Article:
I've been doing a little digging (alot) on my Steve McQueen autograph and I can't tell if it's a real or a fake, it's so hard to be objective in this mather since I really want it to be authentic. I've been looking at signatures from 1975-80 and I've found some examples that is similar to mine. PSA/DNA examples and checks http://www.mcqueenonline.com/cheque.htm  and in some examples he writes the "To" like mine. He sometimes writes different T's. Anyway I would appreciate any opinions; positive or negative.I just want to come with peace with this autograph since it's kinda driving me nuts. If I didnt live in Sweden I would send it to PSA/DNA, but the custom would be to much. I do know it's not a traditional McQueen signature we usually see, if it's real it's probably from the end of the 70's.

I bought it from a ebay seller named "majormjk" 2008, he doesnt have an account on ebay anymore but his name was Zach Kaplan. It came with a coa from Herman Darvick, made some time between 2005-08. I've doing some reading on Darvick and found some rather unpleasent articles about him forgering presidential autographs and such. makes me wounder, could he have forged this McQueen sig?

That's all I have on it. Oh one more thing, what does it say after "To Richard" ........... ?

Some help would be very appreciated.

Tags: Autograph, COA, Darvick, Herman, McQueen, Steve, cake, fake, real

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Best I can say is it is nothing I would ever want in my collection.

Bull, Ive studied how McQueen was, on the filming of the "Getaway", he was coked up and drinking beer during the filming. It was the highest grossing film he had at the time. So whose to say his state of mind and his signature style at the time....Its Authentic!

Who is to say they would even have press stills from the Getaway on the set of the Getaway? 

Press still tend to be released to the press when the film is expected to be coming out.....well after the shoot is over.

Show me any authenticated sample of Steve signing his "St" combo like that, from the time of that photo until his death and I will gladly apologize for questioning your opinion here. 

Steve's S had a longer top, and fully formed bottom, which he would doubleback over leading to a much taller t, with a wide & opened loop. 

True, the blurb text on the Reverse is very much in the past tense. 

+1 This. Not taking sides, but Pete's critique seems to closely match my recollection of features consistently present on pieces that I know were signed in person.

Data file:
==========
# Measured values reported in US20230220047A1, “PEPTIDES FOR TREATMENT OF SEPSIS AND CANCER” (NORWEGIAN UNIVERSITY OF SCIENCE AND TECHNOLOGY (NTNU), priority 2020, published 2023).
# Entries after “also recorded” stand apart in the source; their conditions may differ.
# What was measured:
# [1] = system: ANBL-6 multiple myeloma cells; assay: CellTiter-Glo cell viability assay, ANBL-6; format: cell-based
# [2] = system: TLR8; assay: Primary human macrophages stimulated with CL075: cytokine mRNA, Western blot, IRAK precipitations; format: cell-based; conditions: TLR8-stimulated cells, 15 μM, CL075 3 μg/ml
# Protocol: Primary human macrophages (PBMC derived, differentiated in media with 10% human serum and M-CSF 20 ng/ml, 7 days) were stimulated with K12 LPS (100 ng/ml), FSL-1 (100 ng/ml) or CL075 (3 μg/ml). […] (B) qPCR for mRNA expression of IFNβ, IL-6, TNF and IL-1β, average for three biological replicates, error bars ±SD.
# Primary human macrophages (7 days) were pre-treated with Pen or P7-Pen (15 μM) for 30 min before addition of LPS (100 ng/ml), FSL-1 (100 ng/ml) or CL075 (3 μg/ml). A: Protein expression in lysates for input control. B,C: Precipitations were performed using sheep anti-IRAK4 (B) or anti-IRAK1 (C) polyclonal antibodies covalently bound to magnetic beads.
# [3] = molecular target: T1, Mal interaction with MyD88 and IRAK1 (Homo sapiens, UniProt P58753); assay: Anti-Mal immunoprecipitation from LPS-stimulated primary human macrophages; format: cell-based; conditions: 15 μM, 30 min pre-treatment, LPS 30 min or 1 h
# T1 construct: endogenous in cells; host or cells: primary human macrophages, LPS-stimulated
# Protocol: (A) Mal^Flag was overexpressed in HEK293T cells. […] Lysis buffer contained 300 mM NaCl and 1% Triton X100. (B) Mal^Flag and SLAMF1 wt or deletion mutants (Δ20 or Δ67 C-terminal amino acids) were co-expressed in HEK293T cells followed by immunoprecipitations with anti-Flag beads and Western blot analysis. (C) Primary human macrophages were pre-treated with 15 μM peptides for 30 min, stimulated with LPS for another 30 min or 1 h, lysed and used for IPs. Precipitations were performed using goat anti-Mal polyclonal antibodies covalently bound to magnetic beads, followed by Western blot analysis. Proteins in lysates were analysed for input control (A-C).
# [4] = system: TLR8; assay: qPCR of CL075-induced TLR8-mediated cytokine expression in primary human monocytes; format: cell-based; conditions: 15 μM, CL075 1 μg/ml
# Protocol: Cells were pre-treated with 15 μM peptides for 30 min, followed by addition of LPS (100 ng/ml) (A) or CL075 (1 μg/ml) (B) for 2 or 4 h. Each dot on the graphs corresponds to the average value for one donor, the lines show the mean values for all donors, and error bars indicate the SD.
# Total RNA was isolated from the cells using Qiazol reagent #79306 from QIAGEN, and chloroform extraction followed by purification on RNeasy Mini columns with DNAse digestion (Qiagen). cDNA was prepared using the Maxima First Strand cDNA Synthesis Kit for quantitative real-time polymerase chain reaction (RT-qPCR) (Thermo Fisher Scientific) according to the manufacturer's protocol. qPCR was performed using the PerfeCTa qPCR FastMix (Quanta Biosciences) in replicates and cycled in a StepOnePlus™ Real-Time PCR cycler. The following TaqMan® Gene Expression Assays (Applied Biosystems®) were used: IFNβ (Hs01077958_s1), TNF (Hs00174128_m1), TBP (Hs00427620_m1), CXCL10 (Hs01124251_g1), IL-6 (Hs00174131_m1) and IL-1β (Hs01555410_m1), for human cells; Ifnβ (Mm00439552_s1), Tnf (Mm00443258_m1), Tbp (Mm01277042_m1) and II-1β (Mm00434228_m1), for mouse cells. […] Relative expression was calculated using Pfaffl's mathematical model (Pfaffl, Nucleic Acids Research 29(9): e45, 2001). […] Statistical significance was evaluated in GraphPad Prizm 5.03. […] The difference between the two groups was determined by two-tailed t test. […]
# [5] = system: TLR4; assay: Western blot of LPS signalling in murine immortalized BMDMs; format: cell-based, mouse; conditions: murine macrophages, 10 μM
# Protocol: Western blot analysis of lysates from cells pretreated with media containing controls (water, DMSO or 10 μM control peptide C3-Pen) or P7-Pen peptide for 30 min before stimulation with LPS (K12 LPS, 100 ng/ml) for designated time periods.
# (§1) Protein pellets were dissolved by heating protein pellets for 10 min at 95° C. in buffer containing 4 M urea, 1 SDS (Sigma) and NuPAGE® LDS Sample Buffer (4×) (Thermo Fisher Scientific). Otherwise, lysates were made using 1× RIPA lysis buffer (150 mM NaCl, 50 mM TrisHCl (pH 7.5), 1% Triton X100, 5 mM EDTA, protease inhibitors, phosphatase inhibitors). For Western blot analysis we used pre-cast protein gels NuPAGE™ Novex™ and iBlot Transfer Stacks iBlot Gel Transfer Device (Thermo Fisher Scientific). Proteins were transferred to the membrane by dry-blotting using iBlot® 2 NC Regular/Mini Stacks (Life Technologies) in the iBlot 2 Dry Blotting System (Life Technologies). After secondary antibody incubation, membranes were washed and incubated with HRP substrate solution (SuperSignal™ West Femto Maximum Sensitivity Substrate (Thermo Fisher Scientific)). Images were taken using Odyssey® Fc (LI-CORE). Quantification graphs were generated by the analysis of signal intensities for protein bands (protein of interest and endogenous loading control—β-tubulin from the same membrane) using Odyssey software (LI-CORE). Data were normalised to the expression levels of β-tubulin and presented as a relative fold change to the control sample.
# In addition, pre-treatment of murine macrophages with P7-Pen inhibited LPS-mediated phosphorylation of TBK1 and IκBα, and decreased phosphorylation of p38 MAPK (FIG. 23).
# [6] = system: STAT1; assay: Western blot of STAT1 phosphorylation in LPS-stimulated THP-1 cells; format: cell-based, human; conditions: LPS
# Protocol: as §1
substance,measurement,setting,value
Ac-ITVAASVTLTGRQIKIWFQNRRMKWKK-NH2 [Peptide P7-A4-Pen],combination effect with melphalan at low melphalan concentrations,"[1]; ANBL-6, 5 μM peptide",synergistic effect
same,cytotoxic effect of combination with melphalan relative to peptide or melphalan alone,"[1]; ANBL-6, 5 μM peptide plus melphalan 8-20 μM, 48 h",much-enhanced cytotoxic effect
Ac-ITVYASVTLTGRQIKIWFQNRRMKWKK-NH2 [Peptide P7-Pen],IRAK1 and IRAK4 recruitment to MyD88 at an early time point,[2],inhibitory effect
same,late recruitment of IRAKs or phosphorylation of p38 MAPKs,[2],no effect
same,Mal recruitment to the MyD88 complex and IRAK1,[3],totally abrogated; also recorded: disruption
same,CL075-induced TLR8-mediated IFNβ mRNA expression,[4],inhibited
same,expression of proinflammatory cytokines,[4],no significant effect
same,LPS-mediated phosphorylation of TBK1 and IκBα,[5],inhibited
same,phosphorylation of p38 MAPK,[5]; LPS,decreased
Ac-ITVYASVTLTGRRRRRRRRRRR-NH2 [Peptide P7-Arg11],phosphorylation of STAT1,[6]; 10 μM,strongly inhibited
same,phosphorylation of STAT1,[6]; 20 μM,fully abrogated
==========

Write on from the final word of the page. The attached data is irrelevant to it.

Hi Carl,

I thought that certificate was a business card. All those numbers and no contact information? Why? It looks like BS to me but I never heard of them. Some "interesting" stuff comes from Florida though. It is wise for me to defer to Pete here. I will say I don't like the presentation of either of these signatures. The 8x10 w car just seems uncomfortable and odd. Sorry I can't help more.

You said it right,"While it's the exception rather than the rule"......

I like it. I think it's real.

And I also agree with the other points about....forgers DO NOT like to personalize. They just don't. It makes it less valuable (who wants to buy a Brando signature that says, "To Hector...") and it's more writing that you can prove IS NOT in the hand of the person you want.

If you didn't pay $10 for this...and you actually paid about what the price should be for a signature of this nature, it's probably real.

Hello,

Well, I like "To Hector" - I just bought "To Ervin" - it supplies a place in time and thus context - w/o dedication/inscription/date and a clear signing stye attributable to a year the signature can be like a balloon without anyone holding the string. Context - if I did not choose a 2015 release DVD of the Wall documentary for Waters to sign with Waters signature such as it is it could have been signed anywhere is the last decade or so as he doesn't date much - but that DVD could not have been signed any earlier than after it's release. Something like "To Hector" literally gives something a name. Everyone's reaction to extra handwriting by a forger would lead someone with skill to add one IMO - it's obviously working. I don't follow the last bit much - what he paid, to me anyway, has little meaning at this point if the autograph is problematic - the use of "probably" says a lot. I would still try to contact Mr. Darvick.

I enjoy your blogs and stories BTW.

In other words, for me alone, I care about the signature, but I also care about what the artist had to say or why if possible, and when. That powerful and potent triad creates an additional level of appreciation for me that surpasses the lone signature. I saw a movie poster signed by "everyone" that was collected over many years and across distances - the signers wrote things, dedications, whatnot. This was all removed to enhance the peice. To me anyway, I saw all the personalty, character, the love and dedication of the collector wiped away along with his own name as written by the very stars he loves. To each his own. I just won't own that. In plain numbers, the majority of writing was selectively removed. That seems odd to me. Counterintuitive. To me it is something like buying a film by Orson Welles and then recutting it to my own liking. I tend to trust Orson (the signer in this analogy).

I can agree with that statement, but would you really want an autograph in your possession with another name on it, or would you want an Authentic Autograph by the person by him, or herself.....by itself? I know the answer to that.....

Perhaps, perhaps not. I would want the autograph with another name, given the likelihood of some delicious inscription such as "best wishes" or "love". Love, to another, is better than no love at all. I don't know if I can say that more clearly. 

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